Jesus said to her, “I am the resurrection and the life. The one who believes in me will live, even though they die; and whoever lives by believing in me will never die. Do you believe this?”—John 11:25-26 (NIV).
“It’s a big pat on the back for our understanding of the universe.” These words came last week from a physicist, commenting on the news from the European Space Agency’s discovery of the split-second that occurred after the Big Bang. Believing our universe burst in the blink of a second from subatomic size to its now visible expanse, the think tank was celebrating what they believe as evidence of how the world began.
“What a wonderful triumph of the mathematical approach to describing nature,” said another physicist, who was not a part of this new research. “It’s an amazing story of discovery.”
Another amazing story begins with these words: “In the beginning God created the heavens and the earth.” The first words found in the Bible begin with a story I find easier to believe than a tiny subatomic particle exploding and creating the entire universe and everything in it. I readily admit that math has never been my strong point. I believe it takes more faith to believe in the Big Bang than it does in God.
According to a May 2011 Gallup poll, more than 9 in 10 Americans still say “yes” when asked the basic question “Do you believe in God?”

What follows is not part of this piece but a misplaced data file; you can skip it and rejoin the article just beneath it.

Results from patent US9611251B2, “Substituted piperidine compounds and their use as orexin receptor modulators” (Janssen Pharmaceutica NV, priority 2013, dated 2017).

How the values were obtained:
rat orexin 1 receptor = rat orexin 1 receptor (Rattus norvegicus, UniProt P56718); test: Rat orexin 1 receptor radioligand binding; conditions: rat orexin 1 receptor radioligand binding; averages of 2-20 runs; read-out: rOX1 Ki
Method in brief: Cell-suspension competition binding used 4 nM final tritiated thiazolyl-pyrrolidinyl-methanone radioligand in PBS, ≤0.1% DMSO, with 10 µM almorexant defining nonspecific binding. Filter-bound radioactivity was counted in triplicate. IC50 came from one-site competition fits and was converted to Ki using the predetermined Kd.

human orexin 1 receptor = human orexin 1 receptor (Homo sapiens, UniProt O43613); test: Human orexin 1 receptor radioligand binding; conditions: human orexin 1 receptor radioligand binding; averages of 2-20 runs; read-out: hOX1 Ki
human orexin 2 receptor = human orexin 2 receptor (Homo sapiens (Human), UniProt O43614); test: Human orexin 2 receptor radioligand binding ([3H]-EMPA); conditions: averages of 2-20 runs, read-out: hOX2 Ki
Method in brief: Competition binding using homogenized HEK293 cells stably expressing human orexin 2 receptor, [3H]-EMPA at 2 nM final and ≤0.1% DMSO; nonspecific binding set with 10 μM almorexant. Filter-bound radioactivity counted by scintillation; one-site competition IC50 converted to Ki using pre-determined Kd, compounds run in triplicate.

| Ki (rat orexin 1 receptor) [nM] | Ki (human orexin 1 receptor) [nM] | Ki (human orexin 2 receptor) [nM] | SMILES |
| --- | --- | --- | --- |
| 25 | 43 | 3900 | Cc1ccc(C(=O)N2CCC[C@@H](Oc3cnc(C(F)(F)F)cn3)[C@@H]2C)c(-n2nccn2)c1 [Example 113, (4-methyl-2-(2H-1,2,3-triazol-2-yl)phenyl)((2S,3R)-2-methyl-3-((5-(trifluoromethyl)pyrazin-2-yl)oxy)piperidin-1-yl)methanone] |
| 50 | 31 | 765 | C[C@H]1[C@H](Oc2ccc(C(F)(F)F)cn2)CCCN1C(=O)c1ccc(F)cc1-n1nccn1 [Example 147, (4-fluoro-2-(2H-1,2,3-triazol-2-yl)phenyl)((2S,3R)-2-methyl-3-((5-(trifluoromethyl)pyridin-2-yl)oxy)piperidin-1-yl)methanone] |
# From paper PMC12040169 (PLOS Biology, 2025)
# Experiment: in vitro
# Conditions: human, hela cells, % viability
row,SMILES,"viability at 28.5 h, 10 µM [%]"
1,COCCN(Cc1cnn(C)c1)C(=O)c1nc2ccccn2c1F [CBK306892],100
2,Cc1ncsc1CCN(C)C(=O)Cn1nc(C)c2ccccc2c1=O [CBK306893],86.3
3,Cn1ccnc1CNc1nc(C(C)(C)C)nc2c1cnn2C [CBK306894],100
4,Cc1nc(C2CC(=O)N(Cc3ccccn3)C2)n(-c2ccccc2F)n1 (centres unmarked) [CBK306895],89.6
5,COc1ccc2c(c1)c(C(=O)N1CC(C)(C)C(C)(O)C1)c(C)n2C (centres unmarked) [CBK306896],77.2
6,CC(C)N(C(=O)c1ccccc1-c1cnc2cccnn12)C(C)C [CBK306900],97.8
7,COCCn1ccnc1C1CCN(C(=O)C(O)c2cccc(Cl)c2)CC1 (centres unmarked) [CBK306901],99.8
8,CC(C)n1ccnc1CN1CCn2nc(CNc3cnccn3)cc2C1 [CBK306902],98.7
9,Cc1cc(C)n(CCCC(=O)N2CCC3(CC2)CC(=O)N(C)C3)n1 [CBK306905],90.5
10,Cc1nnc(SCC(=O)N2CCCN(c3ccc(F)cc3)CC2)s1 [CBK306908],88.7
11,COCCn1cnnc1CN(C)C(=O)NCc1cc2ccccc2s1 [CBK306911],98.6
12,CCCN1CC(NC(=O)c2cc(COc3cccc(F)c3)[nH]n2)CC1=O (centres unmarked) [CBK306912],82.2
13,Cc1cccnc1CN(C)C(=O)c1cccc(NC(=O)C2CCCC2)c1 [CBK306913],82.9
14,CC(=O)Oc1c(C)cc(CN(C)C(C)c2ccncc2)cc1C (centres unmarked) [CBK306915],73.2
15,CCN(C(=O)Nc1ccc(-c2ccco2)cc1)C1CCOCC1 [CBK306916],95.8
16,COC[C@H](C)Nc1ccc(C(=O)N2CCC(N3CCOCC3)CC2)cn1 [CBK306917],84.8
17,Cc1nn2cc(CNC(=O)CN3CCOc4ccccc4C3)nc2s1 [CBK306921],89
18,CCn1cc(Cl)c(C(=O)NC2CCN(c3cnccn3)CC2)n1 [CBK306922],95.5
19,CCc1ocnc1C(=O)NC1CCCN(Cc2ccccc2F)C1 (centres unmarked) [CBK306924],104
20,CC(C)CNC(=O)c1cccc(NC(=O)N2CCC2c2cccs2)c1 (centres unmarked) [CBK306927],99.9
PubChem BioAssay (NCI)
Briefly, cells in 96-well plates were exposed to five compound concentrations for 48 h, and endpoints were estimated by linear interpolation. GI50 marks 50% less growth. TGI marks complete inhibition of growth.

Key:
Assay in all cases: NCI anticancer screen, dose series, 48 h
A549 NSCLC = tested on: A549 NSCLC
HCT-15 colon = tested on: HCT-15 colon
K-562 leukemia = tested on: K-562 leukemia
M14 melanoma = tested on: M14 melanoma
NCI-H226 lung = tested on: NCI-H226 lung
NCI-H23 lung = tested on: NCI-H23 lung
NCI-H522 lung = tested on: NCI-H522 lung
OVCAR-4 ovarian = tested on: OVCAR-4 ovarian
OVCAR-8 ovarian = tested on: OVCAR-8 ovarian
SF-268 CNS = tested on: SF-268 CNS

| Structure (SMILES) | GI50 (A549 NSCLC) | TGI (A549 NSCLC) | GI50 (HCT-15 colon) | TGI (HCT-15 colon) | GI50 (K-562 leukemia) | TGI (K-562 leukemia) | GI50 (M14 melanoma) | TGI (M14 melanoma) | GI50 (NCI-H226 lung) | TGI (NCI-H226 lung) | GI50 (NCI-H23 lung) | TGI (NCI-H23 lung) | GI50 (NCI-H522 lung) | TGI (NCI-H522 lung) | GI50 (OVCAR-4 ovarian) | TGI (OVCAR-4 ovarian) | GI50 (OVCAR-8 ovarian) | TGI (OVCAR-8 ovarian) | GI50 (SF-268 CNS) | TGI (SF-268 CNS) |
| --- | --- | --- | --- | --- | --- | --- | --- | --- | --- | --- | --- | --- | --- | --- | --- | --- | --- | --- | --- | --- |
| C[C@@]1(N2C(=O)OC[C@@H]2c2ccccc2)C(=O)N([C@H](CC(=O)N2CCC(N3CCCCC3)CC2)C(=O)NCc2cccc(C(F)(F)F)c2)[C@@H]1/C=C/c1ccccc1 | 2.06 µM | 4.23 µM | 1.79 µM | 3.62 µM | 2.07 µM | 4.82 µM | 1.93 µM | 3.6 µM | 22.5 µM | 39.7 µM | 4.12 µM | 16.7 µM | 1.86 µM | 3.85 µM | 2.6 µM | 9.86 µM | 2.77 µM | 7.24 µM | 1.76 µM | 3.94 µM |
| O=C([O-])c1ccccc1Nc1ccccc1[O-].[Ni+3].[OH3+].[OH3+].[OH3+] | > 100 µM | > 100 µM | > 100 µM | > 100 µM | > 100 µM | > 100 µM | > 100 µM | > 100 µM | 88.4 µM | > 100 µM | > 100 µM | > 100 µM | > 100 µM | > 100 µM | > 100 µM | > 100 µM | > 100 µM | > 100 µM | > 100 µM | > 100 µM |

Christian author, Robert A. Laidlaw, said, “God exists whether or not men may choose to believe in Him. The reason why many people do not believe in God is not so much that it is intellectually impossible to believe in God, but because belief in God forces that thoughtful person to face the fact that he is accountable to such a God.”
As Laidlaw contemplated the perplexity of God, he said, “I have an innate conviction that God exists. No matter how my intellect had tried, in the past, to produce reasons proving He was not, or how much I had wanted to believe that there was no God, that ‘still, small voice’ came to me again and again, just as it comes to you, in the quiet of life’s more sober moments. Yes, I knew that at least for me there was a God.
“True, there are some men who don’t believe in God. But to me the problems of unbelief in God are greater than the problems of belief. To believe that unaided dead matter produced mind, that mind produced conscience, and that the chaos of chance produced the cosmos of order as we see it in nature, seems to call not for faith but for credulity.”
George Gallup, the American statistician, said, “I could prove God statistically. Take the human body alone—the chance that all its functions would just happen is a statistical monstrosity.”
Would you want to base your eternal future on a “statistical monstrosity?” Maybe that’s why David said in Psalm 14:1, “The fool says in his heart, ‘There is no God.’”
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